GALLIPOLIS — While local voter turnout topped just over 56 percent of the total registered voters in the county on Tuesday, average turnout throughout the state was just more than 68 percent, a number just shy of the 70 percent reported in the last two presidential election years.
According to the Ohio Secretary of State’s website, voter turnout in Gallia County was 56.04 percent. Of the 22,359 individuals registered to vote in the county, a total of 12,529 cast their ballots during Tuesday’s general election.
A total of 161 absentee ballots still remain outstanding, while 366 provisional ballots are also outstanding, according to unofficial results.
Voter turnout on Tuesday in Gallia County was slightly less than during the last presidential election in 2008 when turnout was 56.3 percent.
During the 2011 off-year general election, 39.73 percent of Gallia County’s voters turned out to vote on election day, this was at a rate less than the state average of 46 percent in 2011.
Throughout the state, boards of elections must begin their official canvass of the general election ballots no later than November 21 or 15 days after the election. They must complete their official canvass no later than November 27. Thereafter official elections results will be posted by election boards in each county.
Statewide, voter turnout was at 68.11 percent, according to the secretary of state. Of the over 7.9 million registered voters in the state, approximately 5.4 million voters in Ohio turned out on Tuesday.
Official reports on Wednesday indicated that 119,535 absentee and 205,672 provisional ballots remain outstanding in Ohio.
The county in Ohio that claimed the highest voter turnout on Tuesday was Highland County, located in the southwestern portion of the state. It posted an impressive 96.75 percent voter turnout rate. The next to highest numbers were claimed by Delaware County in the Columbus area at 77.18 percent and Putnam County in the northwest of the state at 77.16 percent.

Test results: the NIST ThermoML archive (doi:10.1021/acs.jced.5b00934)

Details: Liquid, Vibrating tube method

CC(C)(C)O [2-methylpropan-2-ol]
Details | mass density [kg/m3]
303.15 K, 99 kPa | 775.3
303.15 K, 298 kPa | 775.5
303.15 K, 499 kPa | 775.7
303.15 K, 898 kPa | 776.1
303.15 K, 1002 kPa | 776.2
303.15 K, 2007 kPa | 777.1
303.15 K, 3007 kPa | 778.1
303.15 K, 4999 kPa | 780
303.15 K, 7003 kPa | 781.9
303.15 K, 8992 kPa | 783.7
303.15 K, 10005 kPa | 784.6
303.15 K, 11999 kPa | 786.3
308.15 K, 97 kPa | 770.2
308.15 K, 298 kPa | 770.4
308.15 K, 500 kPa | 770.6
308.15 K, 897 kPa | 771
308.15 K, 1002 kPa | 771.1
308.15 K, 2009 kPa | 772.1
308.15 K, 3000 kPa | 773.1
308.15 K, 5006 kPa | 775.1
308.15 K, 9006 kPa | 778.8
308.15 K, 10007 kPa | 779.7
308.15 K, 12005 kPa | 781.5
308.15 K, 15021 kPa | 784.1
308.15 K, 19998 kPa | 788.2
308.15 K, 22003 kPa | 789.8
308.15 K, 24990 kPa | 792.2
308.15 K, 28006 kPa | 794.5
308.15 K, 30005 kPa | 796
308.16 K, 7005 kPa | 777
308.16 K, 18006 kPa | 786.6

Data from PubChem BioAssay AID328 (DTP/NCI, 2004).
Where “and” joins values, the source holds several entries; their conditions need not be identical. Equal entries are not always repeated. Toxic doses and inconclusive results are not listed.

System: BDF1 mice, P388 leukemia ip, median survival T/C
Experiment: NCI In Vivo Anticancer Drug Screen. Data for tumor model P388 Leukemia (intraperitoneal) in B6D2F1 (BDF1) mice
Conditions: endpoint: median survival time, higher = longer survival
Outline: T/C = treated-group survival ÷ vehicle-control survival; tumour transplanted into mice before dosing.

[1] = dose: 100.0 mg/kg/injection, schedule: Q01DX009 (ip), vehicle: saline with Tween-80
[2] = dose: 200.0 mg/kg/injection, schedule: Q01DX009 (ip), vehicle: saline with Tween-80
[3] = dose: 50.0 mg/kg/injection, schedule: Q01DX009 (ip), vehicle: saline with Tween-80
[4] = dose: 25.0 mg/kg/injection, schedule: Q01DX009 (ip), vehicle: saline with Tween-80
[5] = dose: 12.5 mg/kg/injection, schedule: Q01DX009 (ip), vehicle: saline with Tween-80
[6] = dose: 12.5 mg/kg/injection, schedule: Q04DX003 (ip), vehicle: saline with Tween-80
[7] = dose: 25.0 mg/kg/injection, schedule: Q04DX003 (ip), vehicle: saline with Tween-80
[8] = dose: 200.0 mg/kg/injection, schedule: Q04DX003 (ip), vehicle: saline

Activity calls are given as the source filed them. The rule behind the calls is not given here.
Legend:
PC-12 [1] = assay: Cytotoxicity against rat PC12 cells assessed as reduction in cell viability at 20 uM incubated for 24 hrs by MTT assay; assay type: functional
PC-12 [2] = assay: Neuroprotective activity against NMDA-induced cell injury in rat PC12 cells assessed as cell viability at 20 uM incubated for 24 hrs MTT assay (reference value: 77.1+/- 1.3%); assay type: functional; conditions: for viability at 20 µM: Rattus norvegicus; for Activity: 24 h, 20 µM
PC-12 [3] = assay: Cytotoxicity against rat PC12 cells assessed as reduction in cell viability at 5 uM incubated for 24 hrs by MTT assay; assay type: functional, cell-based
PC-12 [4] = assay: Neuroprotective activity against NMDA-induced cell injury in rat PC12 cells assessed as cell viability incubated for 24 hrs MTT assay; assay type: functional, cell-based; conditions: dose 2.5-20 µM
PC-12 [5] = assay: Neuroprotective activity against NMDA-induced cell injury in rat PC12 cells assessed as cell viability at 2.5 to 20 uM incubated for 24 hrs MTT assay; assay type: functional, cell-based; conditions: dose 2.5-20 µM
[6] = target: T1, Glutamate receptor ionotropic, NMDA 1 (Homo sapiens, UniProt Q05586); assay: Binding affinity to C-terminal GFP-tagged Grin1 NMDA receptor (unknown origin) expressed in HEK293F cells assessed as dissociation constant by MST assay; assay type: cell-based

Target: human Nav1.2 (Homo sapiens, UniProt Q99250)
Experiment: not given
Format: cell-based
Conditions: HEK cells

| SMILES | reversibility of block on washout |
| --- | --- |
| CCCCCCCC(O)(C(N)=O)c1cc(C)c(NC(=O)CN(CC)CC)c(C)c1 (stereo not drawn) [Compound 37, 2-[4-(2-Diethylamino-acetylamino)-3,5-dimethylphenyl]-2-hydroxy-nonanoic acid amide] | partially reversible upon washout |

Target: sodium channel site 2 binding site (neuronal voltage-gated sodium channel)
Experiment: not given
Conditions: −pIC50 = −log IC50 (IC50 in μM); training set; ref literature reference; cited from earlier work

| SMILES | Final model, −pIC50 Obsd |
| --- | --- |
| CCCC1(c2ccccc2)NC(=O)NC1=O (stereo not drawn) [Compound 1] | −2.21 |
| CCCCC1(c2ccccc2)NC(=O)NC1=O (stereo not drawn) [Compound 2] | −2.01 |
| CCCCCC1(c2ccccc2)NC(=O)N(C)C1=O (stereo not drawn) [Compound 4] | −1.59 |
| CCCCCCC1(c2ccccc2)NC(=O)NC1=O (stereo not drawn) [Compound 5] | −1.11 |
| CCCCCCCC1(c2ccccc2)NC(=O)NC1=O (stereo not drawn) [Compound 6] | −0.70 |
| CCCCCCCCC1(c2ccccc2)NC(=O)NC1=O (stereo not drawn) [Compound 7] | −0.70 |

A total of 61.02 percent of voters in Gallia County’s neighboring county, Meigs, also voted on Tuesday. Of the 16,710 voters registered in that county, a total of 10,197 cast their ballots.
Nationally, preliminary figures indicate that voter turnout rates are significantly less in most states when compared to the turnout records broken during the 2008 general election.
According to the Associated Press, an estimated 126 million Americans voted on Tuesday, for an overall turnout rate of 57.5 percent.
In most states, Tuesday’s voter turnout was lower than in 2004, and every state but Iowa showed a smaller turnout on Tuesday than in the 2008 presidential election.
Experts are citing the recent devastation left as a result of Hurricane Sandy for lower voter showing in the Eastern Seaboard states.
The Associated Press reported on Wednesday that approximately 12 percent fewer ballots were cast in the state of New York than in 2008, and, in New Jersey, that number was more than 10 percent.
Additionally, turnout in the approximately nine states that were considered “competitive” in this year’s presidential election, was, on average, a few points higher than in other states that the candidates largely ignored.